The Washington PostDemocracy Dies in Darkness

Ben Bernanke is trying to make Janet Yellen’s job easier. Here’s how.

Before taking his final bow at the Fed, Ben Bernanke is setting the stage for his likely successor, Janet Yellen. (Jonathan Ernst/Reuters)

Ben Bernanke is now officially a lame duck. His successor has been nominated and has aced her confirmation hearing. His own mind has surely drifted to the days ahead on the beach or wherever he plans to go come February, when the weight of the world economy is removed from his shoulders.

But a speech he gave Tuesday night in Washington is important  despite that lame duck status. It is important not merely because Bernanke is the Federal Reserve's chairman for another two months and some change, but because he takes his responsibility to speak for the whole Fed policy committee seriously. And it's a given that he wouldn’t suggest anything about the future course of policy without a sense that such a path was the consensus of the Fed policy committee and, in particular, a direction that his designated successor, Janet Yellen, will be comfortable with.

But what was the message?

To oversimplify: Quantitative easing maybe isn’t all that great, after all. But sending signals about our future interest rate policy is. So, just because QE may end soon, doesn't mean you should doubt the Fed's resolve to get the economy back on track.

There has been a long debate over how Fed policies affect the economy when interest rates are near zero. One school of thought emphasizes how the Fed can use newly created money to buy bonds to directly affect markets: When the Fed buys Treasury bonds and mortgage-backed securities, others who would have bought those securities have to buy something else, which pushes down all kinds of long-term borrowing rates across the economy and pushes the stock market and other assets up.

A second school of thought holds that what’s really important is expectations. Do investors believe that the Fed will have the resolve to do whatever necessary to get inflation back up to its 2 percent target and bring unemployment down? Or will the central bank pull away the punch bowl of easy money before the party can really get started?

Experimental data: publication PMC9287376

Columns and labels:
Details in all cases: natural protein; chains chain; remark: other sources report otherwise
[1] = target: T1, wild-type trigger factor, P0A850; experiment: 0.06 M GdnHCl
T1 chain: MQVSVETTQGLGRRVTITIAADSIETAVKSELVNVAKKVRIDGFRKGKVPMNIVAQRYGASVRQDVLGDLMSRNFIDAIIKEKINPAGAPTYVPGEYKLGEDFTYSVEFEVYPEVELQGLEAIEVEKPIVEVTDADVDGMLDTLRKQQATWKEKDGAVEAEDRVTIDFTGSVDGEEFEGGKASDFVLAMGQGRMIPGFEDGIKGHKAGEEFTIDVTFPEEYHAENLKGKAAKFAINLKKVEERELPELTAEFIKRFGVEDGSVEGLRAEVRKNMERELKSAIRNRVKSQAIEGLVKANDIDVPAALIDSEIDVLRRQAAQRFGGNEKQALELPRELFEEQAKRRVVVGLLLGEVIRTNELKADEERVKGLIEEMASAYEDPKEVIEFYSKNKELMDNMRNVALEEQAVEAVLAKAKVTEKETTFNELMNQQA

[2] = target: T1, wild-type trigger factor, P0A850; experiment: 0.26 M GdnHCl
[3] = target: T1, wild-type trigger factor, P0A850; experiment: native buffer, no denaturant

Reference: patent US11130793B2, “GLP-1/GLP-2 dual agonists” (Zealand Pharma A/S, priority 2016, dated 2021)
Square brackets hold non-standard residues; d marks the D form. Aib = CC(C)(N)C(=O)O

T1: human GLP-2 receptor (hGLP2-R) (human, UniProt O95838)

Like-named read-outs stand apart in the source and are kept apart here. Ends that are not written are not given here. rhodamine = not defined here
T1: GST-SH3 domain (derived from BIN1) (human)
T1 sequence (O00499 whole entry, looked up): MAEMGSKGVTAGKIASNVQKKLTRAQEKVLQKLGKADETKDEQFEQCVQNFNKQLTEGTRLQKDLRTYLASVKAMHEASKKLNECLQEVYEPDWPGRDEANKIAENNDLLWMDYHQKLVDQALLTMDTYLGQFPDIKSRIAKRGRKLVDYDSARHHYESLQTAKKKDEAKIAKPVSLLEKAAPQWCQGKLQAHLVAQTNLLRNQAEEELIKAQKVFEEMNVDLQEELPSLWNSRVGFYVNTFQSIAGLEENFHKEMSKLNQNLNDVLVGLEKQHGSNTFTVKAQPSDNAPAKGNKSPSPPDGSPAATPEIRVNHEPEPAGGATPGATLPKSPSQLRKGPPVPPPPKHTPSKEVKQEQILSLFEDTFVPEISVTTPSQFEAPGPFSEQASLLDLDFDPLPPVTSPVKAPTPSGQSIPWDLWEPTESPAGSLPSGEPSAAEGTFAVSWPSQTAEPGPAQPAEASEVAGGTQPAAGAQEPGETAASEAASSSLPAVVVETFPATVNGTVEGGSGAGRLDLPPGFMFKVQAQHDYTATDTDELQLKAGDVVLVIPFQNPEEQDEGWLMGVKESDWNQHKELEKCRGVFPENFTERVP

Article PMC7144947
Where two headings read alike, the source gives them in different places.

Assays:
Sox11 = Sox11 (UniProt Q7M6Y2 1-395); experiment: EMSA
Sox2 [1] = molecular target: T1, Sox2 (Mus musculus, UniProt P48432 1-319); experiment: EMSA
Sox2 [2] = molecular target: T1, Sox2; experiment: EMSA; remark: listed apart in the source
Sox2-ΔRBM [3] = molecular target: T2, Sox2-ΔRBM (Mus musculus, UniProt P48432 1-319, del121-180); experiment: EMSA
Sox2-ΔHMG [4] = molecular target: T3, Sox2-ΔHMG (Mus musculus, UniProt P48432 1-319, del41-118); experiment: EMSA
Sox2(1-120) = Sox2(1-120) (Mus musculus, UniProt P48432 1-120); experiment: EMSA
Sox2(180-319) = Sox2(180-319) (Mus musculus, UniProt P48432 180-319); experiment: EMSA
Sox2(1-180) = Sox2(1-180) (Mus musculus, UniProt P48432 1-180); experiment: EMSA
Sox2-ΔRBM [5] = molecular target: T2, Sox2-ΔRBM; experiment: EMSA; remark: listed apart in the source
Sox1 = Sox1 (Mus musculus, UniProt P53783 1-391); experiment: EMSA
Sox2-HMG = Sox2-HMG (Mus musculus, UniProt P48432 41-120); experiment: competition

Even for adherents of this thinking, QE policies can help, because they are a concrete signal of the central bank’s resolve. Talk is cheap; a $3 trillion bond portfolio isn’t.

The experience of the last few years — during which Fed bond-buying policies haven’t led to robust growth — has made the second theory look better and better.

And Bernanke essentially affirmed that this is the current state of Fed thinking with his comments Tuesday night before the National Economists Club. The central bank is trying to pivot away from buying bonds and toward using guidance about its future plans as a policy tool. Now Bernanke, and soon Yellen, just need to persuade Wall Street that winding down QE doesn’t mean they are any less committed to returning the economy to its pre-crisis growth path.

Bernanke said in his speech that after the Fed signaled in June that it would soon taper its bond-buying program, “market participants may have taken the communication in June as indicating a general lessening of the Committee's commitment to maintain a highly accommodative stance of policy in pursuit of its objectives. . . .To the extent that this  . . . factor--a perceived reduction in the Fed's commitment to meeting its objectives--contributed to the increase in yields, it was neither welcome nor warranted, in the judgment of the FOMC. This change in expectations did not correspond to any actual lessening in the FOMC's commitment or intention to provide the high degree of monetary accommodation needed to meet its objectives.”

Bernanke, echoing several of his Fed colleagues, is trying to signal loudly and clearly that markets shouldn’t start pricing in higher interest rates just because the central bank tapers and then ends its QE policies.

Even as Bernanke signaled that a wind-down of bond-buying isn’t far away, he doubled up affirming the Fed’s resolve to get the economy back on track, specifically by saying that “even after unemployment drops below 6-1/2 percent, and so long as inflation remains well behaved, the Committee can be patient in seeking assurance that the labor market is sufficiently strong before considering any increase in its target for the federal funds rate.”

Got that: We’re not going to run for the exits the minute unemployment falls to 6.5 percent. In all likelihood, we will keep our pedal on the gas. Honest. He left unsaid the fact that he won't be around for all of this, but it is highly unlikely he would have made such comments about the future course of policy without Yellen's agreement.

Bernanke is trying to leave his successor an easier job. Many of members of the Fed policy committee are wary of the effect that a soon-to-be $4 trillion balance sheet may have on a range of markets, contributing to asset bubbles, disrupting markets that depend on increasingly scarce Treasury bonds as collateral, and setting the stage for a long, difficult process of unwinding things when the time comes.

If Bernanke’s effort is successful, Yellen will take office with the tools to keep strong Fed support for growth in place, without some of the nasty side effects of bond-buying.

The $1 trillion question is whether the dual message — that QE could soon end but that easy money is here to stay — is one that markets will believe.